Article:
homelessness

desperate-lonely-man-seated-against-the-wall-in-the-city-street-stockpack-adobe-stock
Desperate lonely man seated against the wall in the city street
Photo licensed via Adobe Stock

Homeless Encampments and Mental Illness

Fifty-one years ago I bicycled from Boston to Oregon. I was a Marxist then and looking for evidence of the American empire falling apart, but during the whole ten weeks on the road I didn’t see the one tourist attraction that would have delighted my propagandistic self: homeless encampments. Now every city seems to have them. Read More ›
Community First Village

A Look at Community First! Village in Austin Pt. 2

I wrote last week about Community First! Village, located on relatively cheap land just east of Austin and getting national applause as the coolest homelessness project in what some call America’s coolest city. There’s plenty of hype in both characterizations, especially since many laudatory magazine articles focus on the tiny homes at CFV that draw admiring eyes, and not the dramas occurring within them. Read More ›
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USA, social shortcomings
USA, social shortcomings

Like a Dystopia, Only California

The squalor that haunts the underpasses and back alleys of California should move the state’s progressives to embrace even more law enforcement. Or they can let the state get even more dangerous. Read More ›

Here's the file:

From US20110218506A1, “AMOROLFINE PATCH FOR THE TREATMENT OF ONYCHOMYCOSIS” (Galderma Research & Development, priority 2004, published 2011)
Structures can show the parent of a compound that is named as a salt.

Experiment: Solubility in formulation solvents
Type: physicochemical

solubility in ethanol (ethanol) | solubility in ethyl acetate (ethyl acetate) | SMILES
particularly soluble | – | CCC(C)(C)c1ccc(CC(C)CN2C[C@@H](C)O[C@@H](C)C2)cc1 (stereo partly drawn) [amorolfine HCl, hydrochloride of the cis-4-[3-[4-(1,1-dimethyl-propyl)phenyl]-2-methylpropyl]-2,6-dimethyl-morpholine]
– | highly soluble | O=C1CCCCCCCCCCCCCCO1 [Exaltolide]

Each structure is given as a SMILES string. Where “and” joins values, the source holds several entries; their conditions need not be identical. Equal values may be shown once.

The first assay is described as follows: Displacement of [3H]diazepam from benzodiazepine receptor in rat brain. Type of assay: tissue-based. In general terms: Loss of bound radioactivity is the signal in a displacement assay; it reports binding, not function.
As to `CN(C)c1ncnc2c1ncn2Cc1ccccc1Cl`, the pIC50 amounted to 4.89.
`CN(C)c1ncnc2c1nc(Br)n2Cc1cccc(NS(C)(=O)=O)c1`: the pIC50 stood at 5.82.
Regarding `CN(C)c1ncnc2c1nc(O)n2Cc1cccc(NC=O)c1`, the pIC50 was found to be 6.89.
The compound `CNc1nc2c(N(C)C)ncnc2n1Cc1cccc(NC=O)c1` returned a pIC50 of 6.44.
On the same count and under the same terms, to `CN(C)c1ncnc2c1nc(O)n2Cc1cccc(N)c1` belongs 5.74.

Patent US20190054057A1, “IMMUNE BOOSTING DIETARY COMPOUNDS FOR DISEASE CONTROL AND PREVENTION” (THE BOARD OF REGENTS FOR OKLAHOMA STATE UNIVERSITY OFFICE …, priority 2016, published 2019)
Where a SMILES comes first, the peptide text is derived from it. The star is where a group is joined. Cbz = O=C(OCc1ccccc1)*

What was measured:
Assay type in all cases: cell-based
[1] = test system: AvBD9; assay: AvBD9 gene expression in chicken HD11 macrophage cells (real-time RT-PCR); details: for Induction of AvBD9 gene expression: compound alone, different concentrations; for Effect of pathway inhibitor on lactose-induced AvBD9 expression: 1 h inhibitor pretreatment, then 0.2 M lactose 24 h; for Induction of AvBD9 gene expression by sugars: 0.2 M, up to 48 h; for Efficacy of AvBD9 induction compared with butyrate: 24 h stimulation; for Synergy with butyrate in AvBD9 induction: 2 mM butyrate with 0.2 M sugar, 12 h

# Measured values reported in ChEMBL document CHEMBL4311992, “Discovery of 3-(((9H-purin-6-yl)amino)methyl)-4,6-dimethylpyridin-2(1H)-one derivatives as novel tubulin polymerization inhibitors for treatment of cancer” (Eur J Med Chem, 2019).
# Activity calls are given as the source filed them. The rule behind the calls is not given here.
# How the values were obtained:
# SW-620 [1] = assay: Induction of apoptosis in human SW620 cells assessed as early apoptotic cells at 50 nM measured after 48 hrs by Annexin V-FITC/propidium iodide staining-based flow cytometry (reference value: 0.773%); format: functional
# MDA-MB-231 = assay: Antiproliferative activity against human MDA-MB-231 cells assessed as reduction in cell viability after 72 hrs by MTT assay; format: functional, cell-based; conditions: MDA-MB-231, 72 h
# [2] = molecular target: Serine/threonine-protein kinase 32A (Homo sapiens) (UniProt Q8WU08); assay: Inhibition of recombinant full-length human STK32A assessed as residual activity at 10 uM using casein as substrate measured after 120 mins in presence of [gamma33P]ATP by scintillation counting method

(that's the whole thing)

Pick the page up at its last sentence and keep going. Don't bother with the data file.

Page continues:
Poor homeless man or refugee sleeping on the wooden bench on the

Republicans Could Lead on Mental Health Treatment

Tucked away in the gun law President Biden just signed is a provision increasing funding for preventive outpatient treatment for mental illness. This is an important step toward solving America’s mental-health crisis but only part of what’s needed. Read More ›
homeless-in-san-francisco-sheltering-in-place-during-the-covid-19-pandemic-stockpack-adobe-stock
Homeless in San Francisco sheltering in place during the COVID-19 pandemic
Photo licensed via Adobe Stock

Do Homeless Lives Matter? Nine Fatal Minutes, Two Years Later

Today’s police are trained not to take chances, said one retired SFPD who was on the force for 30 years: “Officers are now primarily reactive; there is very little of the self-initiated activity that was once common, appropriate and encouraged. They have become risk-averse, disinclined to go hands-on with suspects. This is a factor in the bigger picture of what is going on in American policing.” Read More ›